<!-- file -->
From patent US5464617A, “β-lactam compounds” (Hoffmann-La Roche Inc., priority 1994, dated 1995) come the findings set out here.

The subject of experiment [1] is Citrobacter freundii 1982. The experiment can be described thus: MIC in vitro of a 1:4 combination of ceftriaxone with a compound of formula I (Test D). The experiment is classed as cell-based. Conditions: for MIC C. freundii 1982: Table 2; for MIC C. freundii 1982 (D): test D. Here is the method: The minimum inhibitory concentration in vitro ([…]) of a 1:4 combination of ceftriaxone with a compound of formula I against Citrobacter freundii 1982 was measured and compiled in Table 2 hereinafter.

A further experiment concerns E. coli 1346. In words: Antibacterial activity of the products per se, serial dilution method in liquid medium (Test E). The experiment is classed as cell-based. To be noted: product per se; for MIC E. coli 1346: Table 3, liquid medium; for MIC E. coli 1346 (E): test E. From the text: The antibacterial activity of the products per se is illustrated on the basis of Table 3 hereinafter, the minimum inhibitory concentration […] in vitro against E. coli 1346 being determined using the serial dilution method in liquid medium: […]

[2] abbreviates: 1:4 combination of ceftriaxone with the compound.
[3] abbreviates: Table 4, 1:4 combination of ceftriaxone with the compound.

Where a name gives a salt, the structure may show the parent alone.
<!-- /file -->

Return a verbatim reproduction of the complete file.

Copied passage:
From patent US5464617A, “β-lactam compounds” (Hoffmann-La Roche Inc., priority 1994, dated 1995) come the findings set out here.

The subject of experiment [1] is Citrobacter freundii 1982. The experiment can be described thus: MIC in vitro of a 1:4 combination of ceftriaxone with a compound of formula I (Test D). The experiment is classed as cell-based. Conditions: for MIC C. freundii 1982: Table 2; for MIC C. freundii 1982 (D): test D. Here is the method: The minimum inhibitory concentration in vitro ([…]) of a 1:4 combination of ceftriaxone with a compound of formula I against Citrobacter freundii 1982 was measured and compiled in Table 2 hereinafter.

A further experiment concerns E. coli 1346. In words: Antibacterial activity of the products per se, serial dilution method in liquid medium (Test E). The experiment is classed as cell-based. To be noted: product per se; for MIC E. coli 1346: Table 3, liquid medium; for MIC E. coli 1346 (E): test E. From the text: The antibacterial activity of the products per se is illustrated on the basis of Table 3 hereinafter, the minimum inhibitory concentration […] in vitro against E. coli 1346 being determined using the serial dilution method in liquid medium: […]

[2] abbreviates: 1:4 combination of ceftriaxone with the compound.
[3] abbreviates: Table 4, 1:4 combination of ceftriaxone with the compound.

Where a name gives a salt, the structure may show the parent alone.